Save the ‘Venice Pride Lifeguard Tower,’ County Supervisor Sheila Kuehl says

VENICE BEACH — Los Angeles County Supervisor Sheila Kuehl has joined the movement to save a Venice lifeguard tower that is painted the rainbow colors of the LGBTQ pride flag.

RELATED: ‘Venice Pride Lifeguard Tower’ to be dedicated

The “Venice Pride Flag Lifeguard Tower,” located at the end of Brooks Avenue, was dedicated as a county run public art installation in June to help kickoff the Venice Pride celebration. It was intended as a temporary display that would be repainted blue September 8, but an online petition seeking to save the rainbow colored lifeguard tower was started in late July. Almost 7,000 people have signed their support.

PRESERVE FOREVER

On Thursday, Kuehl’s deputy for public works, Maria Chong-Castillo, told Q Voice News that at the Board of Supervisors September 5 meeting, Kuehl (who represents the 3rd District, which includes Venice Beach) will introduce a motion asking the Department of Beaches and Harbors to preserve the “Venice Pride Flag Lifeguard Tower” forever and make it a memorial to late Los Angeles City Councilman Bill Rosendahl, the first openly gay man elected to the council.

Rosendahl, who represented the 11th District, which includes Venice, died in 2016 from cancer. He retired in 2012.

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‘MESSAGE OF EQUALITY, INCLUSION’

The lifeguard tower shows a ‘message of equality and inclusion,’ petition says.

“In nine weeks, thousands have flocked to photograph the dramatic tower and broadcast its powerful message of equality and inclusion to millions across the globe,” the petition says. “At a time when so much of what the LGBT community and its allies fought for is under attack, the L.A. County Board of Supervisors should save the Venice Pride Flag Lifeguard Tower by designating it a permanent public art project.”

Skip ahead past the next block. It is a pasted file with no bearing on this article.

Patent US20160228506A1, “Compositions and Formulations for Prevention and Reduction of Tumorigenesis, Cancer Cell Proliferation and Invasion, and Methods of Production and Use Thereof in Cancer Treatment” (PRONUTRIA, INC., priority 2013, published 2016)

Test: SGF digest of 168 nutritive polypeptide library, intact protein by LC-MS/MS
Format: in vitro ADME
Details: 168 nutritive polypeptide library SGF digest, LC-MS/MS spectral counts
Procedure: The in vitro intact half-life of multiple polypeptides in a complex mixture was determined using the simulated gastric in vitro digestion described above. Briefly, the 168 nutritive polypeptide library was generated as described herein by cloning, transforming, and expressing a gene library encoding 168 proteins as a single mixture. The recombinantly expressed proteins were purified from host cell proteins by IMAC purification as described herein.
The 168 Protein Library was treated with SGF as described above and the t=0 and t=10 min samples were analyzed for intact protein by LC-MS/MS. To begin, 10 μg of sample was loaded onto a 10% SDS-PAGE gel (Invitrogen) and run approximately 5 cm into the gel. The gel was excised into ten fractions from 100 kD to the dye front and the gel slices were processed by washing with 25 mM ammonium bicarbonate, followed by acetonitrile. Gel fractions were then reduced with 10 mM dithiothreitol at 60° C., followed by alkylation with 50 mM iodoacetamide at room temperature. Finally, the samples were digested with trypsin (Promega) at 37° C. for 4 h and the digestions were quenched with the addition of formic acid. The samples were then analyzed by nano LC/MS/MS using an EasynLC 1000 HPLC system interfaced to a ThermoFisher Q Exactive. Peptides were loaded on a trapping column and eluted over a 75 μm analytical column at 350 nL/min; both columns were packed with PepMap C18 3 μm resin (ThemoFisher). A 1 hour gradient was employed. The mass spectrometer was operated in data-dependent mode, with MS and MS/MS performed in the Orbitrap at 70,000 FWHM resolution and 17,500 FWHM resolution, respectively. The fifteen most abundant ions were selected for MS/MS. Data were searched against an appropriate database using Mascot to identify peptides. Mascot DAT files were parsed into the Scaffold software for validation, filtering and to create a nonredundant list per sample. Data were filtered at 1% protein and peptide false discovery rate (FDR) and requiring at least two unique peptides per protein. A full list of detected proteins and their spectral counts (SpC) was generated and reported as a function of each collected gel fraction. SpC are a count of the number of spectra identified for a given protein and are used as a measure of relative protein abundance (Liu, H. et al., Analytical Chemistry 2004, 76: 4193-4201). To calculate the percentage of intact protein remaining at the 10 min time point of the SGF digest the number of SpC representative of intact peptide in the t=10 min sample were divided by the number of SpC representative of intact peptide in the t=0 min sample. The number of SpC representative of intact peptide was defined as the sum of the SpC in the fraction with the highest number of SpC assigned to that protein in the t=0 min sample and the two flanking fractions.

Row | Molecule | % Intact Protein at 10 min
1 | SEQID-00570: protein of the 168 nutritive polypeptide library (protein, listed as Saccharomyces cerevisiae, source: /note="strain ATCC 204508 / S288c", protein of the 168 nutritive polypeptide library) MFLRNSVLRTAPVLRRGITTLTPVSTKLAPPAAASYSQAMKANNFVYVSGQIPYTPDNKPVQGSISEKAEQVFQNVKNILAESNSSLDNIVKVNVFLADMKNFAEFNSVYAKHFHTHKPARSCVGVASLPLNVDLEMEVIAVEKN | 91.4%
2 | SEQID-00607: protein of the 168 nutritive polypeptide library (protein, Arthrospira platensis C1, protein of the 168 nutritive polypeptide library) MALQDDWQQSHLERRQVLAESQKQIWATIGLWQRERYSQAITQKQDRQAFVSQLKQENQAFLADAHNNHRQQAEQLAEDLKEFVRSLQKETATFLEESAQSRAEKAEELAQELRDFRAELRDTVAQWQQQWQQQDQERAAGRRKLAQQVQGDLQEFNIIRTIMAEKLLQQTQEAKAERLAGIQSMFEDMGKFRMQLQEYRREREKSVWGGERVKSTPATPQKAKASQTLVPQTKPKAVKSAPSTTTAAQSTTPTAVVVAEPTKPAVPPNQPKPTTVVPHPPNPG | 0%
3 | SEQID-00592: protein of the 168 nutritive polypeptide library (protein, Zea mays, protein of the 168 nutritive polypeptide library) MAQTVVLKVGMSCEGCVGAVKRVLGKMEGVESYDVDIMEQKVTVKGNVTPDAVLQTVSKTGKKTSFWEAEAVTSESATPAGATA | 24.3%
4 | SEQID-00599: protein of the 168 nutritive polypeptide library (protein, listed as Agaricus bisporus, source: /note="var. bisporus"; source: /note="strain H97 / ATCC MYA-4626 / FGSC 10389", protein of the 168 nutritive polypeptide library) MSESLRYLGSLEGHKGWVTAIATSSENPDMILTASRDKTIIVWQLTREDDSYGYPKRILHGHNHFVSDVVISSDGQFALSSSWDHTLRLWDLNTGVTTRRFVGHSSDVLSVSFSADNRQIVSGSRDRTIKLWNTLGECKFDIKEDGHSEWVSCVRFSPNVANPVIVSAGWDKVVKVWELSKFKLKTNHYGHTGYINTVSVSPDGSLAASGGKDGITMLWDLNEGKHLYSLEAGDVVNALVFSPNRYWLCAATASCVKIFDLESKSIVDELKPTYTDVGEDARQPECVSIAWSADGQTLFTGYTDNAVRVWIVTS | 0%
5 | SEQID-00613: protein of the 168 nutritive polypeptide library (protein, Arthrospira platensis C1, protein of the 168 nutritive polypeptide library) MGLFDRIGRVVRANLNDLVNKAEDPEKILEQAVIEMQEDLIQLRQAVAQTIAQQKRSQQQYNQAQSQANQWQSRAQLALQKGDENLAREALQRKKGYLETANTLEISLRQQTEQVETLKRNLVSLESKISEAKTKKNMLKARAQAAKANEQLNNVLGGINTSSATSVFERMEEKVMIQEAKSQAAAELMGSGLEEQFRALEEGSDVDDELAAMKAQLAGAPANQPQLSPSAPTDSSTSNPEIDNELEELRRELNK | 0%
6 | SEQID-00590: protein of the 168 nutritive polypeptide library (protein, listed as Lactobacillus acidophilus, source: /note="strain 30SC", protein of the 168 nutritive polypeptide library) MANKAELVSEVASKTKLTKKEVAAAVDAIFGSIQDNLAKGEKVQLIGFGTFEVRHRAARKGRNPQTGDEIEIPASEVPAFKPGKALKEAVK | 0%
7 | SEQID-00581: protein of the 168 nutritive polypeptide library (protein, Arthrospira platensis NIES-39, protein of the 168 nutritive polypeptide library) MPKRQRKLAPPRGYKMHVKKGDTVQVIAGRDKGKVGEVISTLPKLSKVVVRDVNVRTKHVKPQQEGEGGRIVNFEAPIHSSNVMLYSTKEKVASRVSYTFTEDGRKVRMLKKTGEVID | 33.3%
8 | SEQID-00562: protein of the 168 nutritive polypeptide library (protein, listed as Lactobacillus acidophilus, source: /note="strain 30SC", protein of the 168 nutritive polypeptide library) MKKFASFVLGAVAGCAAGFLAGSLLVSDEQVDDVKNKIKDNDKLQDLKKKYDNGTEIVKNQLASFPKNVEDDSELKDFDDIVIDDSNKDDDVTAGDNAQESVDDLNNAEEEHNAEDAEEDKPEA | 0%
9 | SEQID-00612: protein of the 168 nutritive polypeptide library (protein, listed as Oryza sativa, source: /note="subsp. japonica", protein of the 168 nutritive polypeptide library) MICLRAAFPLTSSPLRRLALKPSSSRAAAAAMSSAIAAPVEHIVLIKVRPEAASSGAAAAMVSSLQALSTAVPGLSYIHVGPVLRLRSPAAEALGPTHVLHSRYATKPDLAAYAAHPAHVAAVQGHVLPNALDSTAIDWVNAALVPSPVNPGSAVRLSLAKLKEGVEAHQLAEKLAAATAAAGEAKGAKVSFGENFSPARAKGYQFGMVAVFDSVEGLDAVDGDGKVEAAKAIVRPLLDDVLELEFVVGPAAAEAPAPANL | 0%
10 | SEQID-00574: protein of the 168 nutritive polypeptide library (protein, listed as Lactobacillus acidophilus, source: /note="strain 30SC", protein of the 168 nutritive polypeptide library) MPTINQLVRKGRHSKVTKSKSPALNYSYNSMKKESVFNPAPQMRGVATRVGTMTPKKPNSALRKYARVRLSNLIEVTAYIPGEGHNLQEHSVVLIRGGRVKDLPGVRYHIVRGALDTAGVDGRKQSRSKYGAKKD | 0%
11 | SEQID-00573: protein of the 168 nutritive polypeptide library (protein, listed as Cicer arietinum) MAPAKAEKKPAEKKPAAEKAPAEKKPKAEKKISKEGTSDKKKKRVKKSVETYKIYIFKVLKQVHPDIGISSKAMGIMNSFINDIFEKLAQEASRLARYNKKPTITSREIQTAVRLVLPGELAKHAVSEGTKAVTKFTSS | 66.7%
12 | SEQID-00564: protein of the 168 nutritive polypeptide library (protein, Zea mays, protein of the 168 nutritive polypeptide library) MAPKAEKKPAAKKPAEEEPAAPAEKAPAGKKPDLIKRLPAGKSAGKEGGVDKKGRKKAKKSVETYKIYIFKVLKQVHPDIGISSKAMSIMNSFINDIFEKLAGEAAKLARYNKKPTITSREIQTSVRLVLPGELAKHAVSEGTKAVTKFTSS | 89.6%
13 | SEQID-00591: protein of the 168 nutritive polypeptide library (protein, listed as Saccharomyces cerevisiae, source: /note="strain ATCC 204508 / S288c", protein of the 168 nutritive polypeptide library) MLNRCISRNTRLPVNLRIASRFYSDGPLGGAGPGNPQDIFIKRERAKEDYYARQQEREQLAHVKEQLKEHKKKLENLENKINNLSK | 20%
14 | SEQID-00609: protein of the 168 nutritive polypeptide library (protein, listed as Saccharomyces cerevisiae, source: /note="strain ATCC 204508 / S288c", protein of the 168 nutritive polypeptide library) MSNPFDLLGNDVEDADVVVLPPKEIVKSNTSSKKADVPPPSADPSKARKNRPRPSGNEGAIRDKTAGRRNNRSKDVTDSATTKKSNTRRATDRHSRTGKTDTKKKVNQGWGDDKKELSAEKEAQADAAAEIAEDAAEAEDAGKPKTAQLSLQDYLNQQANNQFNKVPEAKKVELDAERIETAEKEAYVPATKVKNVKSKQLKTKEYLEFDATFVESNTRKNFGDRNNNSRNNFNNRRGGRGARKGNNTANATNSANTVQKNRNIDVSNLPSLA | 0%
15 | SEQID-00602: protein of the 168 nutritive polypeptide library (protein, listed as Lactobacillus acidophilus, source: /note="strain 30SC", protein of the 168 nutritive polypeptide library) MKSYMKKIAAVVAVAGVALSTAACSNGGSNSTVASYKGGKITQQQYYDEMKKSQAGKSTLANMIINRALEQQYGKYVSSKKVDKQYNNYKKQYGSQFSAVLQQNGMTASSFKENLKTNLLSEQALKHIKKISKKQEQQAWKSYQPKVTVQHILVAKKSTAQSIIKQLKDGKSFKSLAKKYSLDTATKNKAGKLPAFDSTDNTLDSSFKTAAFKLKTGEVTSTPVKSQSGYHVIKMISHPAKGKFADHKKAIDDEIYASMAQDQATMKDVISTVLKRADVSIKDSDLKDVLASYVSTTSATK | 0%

Los Angeles County Supervisor Sheila Kuehl has joined the movement to save a Venice lifeguard tower that is painted the rainbow colors of the LGBTQ pride flag. Photo: Robert Gamboa.

About the author

Phillip Zonkel

Award-winning journalist Phillip Zonkel spent 17 years at Long Beach's Press-Telegram, where he was the first reporter in the paper's history to have a beat covering the city's vibrant LGBTQ. He also created and ran the popular and innovative LGBTQ news blog, Out in the 562.

He won two awards and received a nomination for his reporting on the local LGBT community, including a two-part investigation that exposed anti-gay bullying of local high school students and the school districts' failure to implement state mandated protections for LGBT students.